Tchaikovsky: The ultimate essence of the symphony is Life

My first time live with Tchaikovsky’s 6th Symphony was back in 2010, when the French conductor Yan Pascal Tortelier beautifully conducted the Sao Paulo Symphony Orchestra at Sala Sao Paulo, in Brazil. It was not when I first heard this masterpiece, but it was certainly that one time when I seriously connected to it in a very deep way. I was lucky enough that a CD recording was made at that very session, enabling me to revive that magical event every now and then.

Tchaikovsky considered naming his 6th Symphony “Program Symphony”, but eventually gave up this idea since he was not willing to share his motivations, what the program was all about. Continue reading “Tchaikovsky: The ultimate essence of the symphony is Life”

Understanding some basics: Concerto and Concerto grosso

Concertos are musical works usually written for orchestras and feature a both musically and technically talented soloist or sometimes even a group of soloists. In its more than 300-year history, the designation concerto has been used to describe a large variety of musical pieces.

Here goes three of my favourites that you can explore to appreciate the different work pieces named concertos: Continue reading “Understanding some basics: Concerto and Concerto grosso”

Discovering Sound at Belgais

icon for silenceClaudio Abbado, our forever conductor of the Berliner Philharmoniker, referred to the importance of listening and of silence in music. Daniel Barenboim, one of the finest pianists and conductors of our time, also celebrates silence in music:

There are many types of silence. There is a silence before the note, there is a silence at the end and there is a silence in the middle.
— Daniel Barenboim

The celebrated tireless Portuguese pianist, Maria João Pires, once more shares thoughts and feelings about sound and silence. And goes beyond: teaches and shares her personal discoveries of a lifetime, after having dedicated her entire life to the piano. Continue reading “Discovering Sound at Belgais”

Estórias da Música: Beethoven vs. Steibelt

icon for pianoTendo chegado a Viena no inverno de 1792 para estudar com Joseph Haydn (1732-1809), apesar de sua já ampla produção musical e fama como exímio pianista, Beethoven, como vários outros talentos das artes, precisava fazer certas exibições para se manter relevante na agenda e patronagem da sociedade vienense da época.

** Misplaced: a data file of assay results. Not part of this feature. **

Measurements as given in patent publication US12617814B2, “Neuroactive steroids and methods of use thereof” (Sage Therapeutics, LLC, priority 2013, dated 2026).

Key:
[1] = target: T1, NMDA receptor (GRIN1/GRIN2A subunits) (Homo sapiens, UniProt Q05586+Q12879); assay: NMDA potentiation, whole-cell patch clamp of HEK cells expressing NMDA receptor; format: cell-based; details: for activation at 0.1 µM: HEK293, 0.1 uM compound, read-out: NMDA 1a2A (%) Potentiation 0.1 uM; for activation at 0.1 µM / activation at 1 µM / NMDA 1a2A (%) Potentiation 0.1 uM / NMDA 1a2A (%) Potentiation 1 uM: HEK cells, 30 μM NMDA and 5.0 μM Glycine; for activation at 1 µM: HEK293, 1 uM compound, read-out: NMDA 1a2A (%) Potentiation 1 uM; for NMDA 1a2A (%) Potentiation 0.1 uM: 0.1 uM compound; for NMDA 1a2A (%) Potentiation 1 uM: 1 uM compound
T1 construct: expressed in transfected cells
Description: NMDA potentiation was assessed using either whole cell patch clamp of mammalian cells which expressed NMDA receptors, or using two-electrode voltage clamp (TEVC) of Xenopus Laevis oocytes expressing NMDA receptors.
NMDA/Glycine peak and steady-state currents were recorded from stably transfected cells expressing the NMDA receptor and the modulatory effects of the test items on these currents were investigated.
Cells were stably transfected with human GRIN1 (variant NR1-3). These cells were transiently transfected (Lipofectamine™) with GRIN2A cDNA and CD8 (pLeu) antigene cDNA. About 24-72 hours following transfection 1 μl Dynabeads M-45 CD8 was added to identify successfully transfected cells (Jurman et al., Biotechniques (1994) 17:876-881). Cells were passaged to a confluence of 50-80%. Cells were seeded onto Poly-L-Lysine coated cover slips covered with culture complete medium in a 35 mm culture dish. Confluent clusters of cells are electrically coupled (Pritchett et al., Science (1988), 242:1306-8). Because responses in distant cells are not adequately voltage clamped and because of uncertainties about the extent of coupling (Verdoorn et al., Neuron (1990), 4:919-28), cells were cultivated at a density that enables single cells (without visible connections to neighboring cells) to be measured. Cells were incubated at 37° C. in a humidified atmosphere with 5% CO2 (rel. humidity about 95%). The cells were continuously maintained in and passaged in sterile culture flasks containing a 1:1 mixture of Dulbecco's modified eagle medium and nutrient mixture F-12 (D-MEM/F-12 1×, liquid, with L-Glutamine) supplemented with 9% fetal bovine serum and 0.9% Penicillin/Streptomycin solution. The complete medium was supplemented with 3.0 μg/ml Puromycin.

Viena, maio de 1800. Costume da época, a alta sociedade se encontrava na casa de um nobre e entre os convidados estavam artistas e principalmente músicos talentosos, tipicamente pianistas. O encontro desta vez foi na casa do Conde Von Fries, e entre os convidados estavam Beethoven e um outro pianista alemão de nascimento e radicado em Paris que, em tour pela capital austríaca, havia proposto que se realizasse naquela data um “desafio técnico” entre ambos pianistas reconhecidos como virtuosos. Continue reading “Estórias da Música: Beethoven vs. Steibelt”

#RedNoseDay 2015

red-nose-dayComing soon on this Friday March 13th, the Red Nose Day. For those who may never heard about the initiative, this is an UK based campaign to raise money at home, school and even at work, by means of… fun! Every two years, people come together to make something funny and collect money for humanitarian causes. BBC offers TV entertainment and comedy shows to help inspire citizens and help them get involved and contribute. This year, the campaign will also launched in the USA.

For more information about the project and how to get involved, please visit the campaign website at http://www.rednoseday.com.

And speaking of #RedNoseDay I will finish this post sharing some of the most funny music-related jokes that people voluntarily sent to BBC Radio 3 today. Have fun! 😀 Continue reading “#RedNoseDay 2015”

Märchenbuilder

icon for pianoI have been thinking of moving out of Sao Paulo, but then there comes the Piano Recital Series coordinated by the Brazilian Sculpture Museum (“Museu Brasileiro da Escultura”) and surprises me once more. Beautiful initiative, always coming up with an interesting musician and a great repertoire to be tasted. This time a very well known composer – of those we sometimes think that we have already appreciated every piece. And there comes Robert Schumann and his Märchenbilder, Opus 113 (March, 1851). Continue reading “Märchenbuilder”